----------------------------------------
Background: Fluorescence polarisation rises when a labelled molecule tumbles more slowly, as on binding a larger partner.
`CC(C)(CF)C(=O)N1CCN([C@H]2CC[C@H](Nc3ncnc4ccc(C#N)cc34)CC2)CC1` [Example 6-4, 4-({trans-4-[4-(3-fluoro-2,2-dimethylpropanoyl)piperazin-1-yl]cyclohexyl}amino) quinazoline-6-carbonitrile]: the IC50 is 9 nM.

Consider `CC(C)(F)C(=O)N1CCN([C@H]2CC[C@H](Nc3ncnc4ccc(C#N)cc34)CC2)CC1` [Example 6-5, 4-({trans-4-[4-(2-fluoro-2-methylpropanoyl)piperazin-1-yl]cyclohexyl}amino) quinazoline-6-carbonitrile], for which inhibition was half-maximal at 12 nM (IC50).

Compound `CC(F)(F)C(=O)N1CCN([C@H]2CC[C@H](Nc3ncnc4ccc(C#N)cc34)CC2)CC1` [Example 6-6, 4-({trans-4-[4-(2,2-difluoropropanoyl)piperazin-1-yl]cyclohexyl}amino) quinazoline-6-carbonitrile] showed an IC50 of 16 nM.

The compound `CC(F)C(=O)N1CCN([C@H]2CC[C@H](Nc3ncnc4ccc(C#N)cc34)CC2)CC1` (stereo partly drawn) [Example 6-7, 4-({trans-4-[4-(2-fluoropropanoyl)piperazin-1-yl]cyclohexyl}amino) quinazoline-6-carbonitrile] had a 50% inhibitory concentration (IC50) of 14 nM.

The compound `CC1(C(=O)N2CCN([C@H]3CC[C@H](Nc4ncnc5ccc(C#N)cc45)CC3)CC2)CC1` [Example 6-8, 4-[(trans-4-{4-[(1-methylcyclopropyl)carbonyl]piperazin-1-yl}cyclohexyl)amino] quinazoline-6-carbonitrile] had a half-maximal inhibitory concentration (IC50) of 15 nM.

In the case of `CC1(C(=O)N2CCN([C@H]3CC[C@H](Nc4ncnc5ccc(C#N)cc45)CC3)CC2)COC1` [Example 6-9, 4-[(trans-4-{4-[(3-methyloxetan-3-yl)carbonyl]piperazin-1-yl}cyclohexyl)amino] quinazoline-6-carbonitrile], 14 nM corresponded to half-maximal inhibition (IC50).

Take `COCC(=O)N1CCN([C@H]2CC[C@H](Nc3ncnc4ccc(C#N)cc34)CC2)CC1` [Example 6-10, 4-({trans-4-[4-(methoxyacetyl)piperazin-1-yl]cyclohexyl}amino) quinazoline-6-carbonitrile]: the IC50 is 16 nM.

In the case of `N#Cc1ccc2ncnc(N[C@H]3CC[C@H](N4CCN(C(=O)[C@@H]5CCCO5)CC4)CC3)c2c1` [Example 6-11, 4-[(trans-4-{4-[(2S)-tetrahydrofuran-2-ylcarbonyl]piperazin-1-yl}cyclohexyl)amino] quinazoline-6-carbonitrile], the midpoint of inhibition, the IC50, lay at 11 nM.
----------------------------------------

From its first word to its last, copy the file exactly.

Background: Fluorescence polarisation rises when a labelled molecule tumbles more slowly, as on binding a larger partner.
`CC(C)(CF)C(=O)N1CCN([C@H]2CC[C@H](Nc3ncnc4ccc(C#N)cc34)CC2)CC1` [Example 6-4, 4-({trans-4-[4-(3-fluoro-2,2-dimethylpropanoyl)piperazin-1-yl]cyclohexyl}amino) quinazoline-6-carbonitrile]: the IC50 is 9 nM.

Consider `CC(C)(F)C(=O)N1CCN([C@H]2CC[C@H](Nc3ncnc4ccc(C#N)cc34)CC2)CC1` [Example 6-5, 4-({trans-4-[4-(2-fluoro-2-methylpropanoyl)piperazin-1-yl]cyclohexyl}amino) quinazoline-6-carbonitrile], for which inhibition was half-maximal at 12 nM (IC50).

Compound `CC(F)(F)C(=O)N1CCN([C@H]2CC[C@H](Nc3ncnc4ccc(C#N)cc34)CC2)CC1` [Example 6-6, 4-({trans-4-[4-(2,2-difluoropropanoyl)piperazin-1-yl]cyclohexyl}amino) quinazoline-6-carbonitrile] showed an IC50 of 16 nM.

The compound `CC(F)C(=O)N1CCN([C@H]2CC[C@H](Nc3ncnc4ccc(C#N)cc34)CC2)CC1` (stereo partly drawn) [Example 6-7, 4-({trans-4-[4-(2-fluoropropanoyl)piperazin-1-yl]cyclohexyl}amino) quinazoline-6-carbonitrile] had a 50% inhibitory concentration (IC50) of 14 nM.

The compound `CC1(C(=O)N2CCN([C@H]3CC[C@H](Nc4ncnc5ccc(C#N)cc45)CC3)CC2)CC1` [Example 6-8, 4-[(trans-4-{4-[(1-methylcyclopropyl)carbonyl]piperazin-1-yl}cyclohexyl)amino] quinazoline-6-carbonitrile] had a half-maximal inhibitory concentration (IC50) of 15 nM.

In the case of `CC1(C(=O)N2CCN([C@H]3CC[C@H](Nc4ncnc5ccc(C#N)cc45)CC3)CC2)COC1` [Example 6-9, 4-[(trans-4-{4-[(3-methyloxetan-3-yl)carbonyl]piperazin-1-yl}cyclohexyl)amino] quinazoline-6-carbonitrile], 14 nM corresponded to half-maximal inhibition (IC50).

Take `COCC(=O)N1CCN([C@H]2CC[C@H](Nc3ncnc4ccc(C#N)cc34)CC2)CC1` [Example 6-10, 4-({trans-4-[4-(methoxyacetyl)piperazin-1-yl]cyclohexyl}amino) quinazoline-6-carbonitrile]: the IC50 is 16 nM.

In the case of `N#Cc1ccc2ncnc(N[C@H]3CC[C@H](N4CCN(C(=O)[C@@H]5CCCO5)CC4)CC3)c2c1` [Example 6-11, 4-[(trans-4-{4-[(2S)-tetrahydrofuran-2-ylcarbonyl]piperazin-1-yl}cyclohexyl)amino] quinazoline-6-carbonitrile], the midpoint of inhibition, the IC50, lay at 11 nM.